The Indaver municipal waste incinerator outside Duleek will start waste-burning trials later this week.
Ireland's first municipal waste incinerator outside Duleek will start burning waste for the first time this week.
The Indaver waste-to-energy plant at Carranstown will start combusting waste on a trial basis by the end of this week, nearly 12 years after the controversial project was first mooted.
The plant has been accepting small quantities of municipal waste since 15th August and incineration will commence later this week.
According to a spokesperson for the company, there will be a series of checks carried out when combustion begins, including performance tests and environmental checks under the supervision of the Environmental Protection Agency (EOA) between now and mid-November, including checks on emmissions.
There will also be fine-tuning and various checks before the final handover of the plant from the suppliers to Indaver in mid-November. It is expected that the plant will start exporting electricity to the national grid in the second half of October.
Jackie Keaney of Indaver explained that the furnce will be started up with fuel at first, until it reaches the required temperaturure of 850 degrees, when burning of waste will begin.
She said that a number of tests have already been carried out, including steam blowing, boiler cleaning and various technical tests.
Meanwhile, Indaver has indicated it will be applying for planning permission for proposals to burn light hazardous waste at the Carranstown plant and to increase tonnage and operating times. According to Ms Keaney, the company is currently preparing an environmental impact assessment and planning permission will be applied for in the coming months.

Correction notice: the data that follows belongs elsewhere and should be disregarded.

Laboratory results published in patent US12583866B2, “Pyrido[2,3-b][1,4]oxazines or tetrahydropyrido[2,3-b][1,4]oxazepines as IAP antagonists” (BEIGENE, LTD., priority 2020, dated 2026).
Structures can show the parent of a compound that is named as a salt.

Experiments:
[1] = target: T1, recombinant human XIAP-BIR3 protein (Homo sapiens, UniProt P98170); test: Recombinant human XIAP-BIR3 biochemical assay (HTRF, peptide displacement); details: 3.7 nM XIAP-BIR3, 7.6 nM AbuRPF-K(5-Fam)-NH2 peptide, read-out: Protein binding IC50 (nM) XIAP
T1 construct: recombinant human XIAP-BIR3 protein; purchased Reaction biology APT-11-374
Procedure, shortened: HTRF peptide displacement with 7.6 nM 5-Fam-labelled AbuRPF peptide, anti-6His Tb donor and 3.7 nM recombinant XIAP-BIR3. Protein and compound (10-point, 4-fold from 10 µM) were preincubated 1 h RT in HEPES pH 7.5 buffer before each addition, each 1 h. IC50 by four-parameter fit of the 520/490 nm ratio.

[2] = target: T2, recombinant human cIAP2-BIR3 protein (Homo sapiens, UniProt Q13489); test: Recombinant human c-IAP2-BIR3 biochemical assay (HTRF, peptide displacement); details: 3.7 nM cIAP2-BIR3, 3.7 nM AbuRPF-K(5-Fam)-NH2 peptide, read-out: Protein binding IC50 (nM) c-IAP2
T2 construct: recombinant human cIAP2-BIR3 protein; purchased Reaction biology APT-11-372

The company proposes to treat light industrial hazardous waste such as paint cans and empty contaminated packaging, as well as increasing capacity and extending operating times.
The company's newsletter, which was circulated to the local community last month, says that, currently, the majority of light industrial hazardous waste is sent abroad and is treated using the same grate furnace technology that is now available at Carranstown.
"The facility in Meath could treat this waste at a lower cost to industry and local authorities. This, in turn, will make the north-east region a more attractive location for industry," the newsletter stated.
Indaver also intends to seek permission to increase the capacity by an additional 10 per cent (20,000 tonnes). The company's proposals also include an increase in acceptance hours for waste to 24 hours a day. "It is not the intention to accept high volumes of waste outside of the current hours; however, more flexibility is required to avoid unnecessary gluts in deliveries to the facility at key times in the morning and evenings for waste collectors," Indaver added.
Planning permission for the incinerator was granted by Meath County Council in 2001 and, the following year, Bord Pleanála heard a large number of objections during a lengthy oral hearing, but gave the project the green light in 2003. A further planning application to expand the incinerator was approved by Bord Pleanála in 2007 and construction began soon afterwards.
When the incinerator was first mooted by Indaver, it met with a wave of opposition, as more than 4,000 individual objections to the original planning application were made and a petition against the plan was signed by 27,000 people.
Meanwhile, the community fund to which Indaver will make a donation for every tonne that is accepted into the facility, is taking applications for 2011/2012.
The closing date for receipt of completed applications is Friday 30th September 2011 at 5pm and should be returned to: Paul Monahan, Administrative Officer, Meath County Council, Duleek One-Stop-Shop.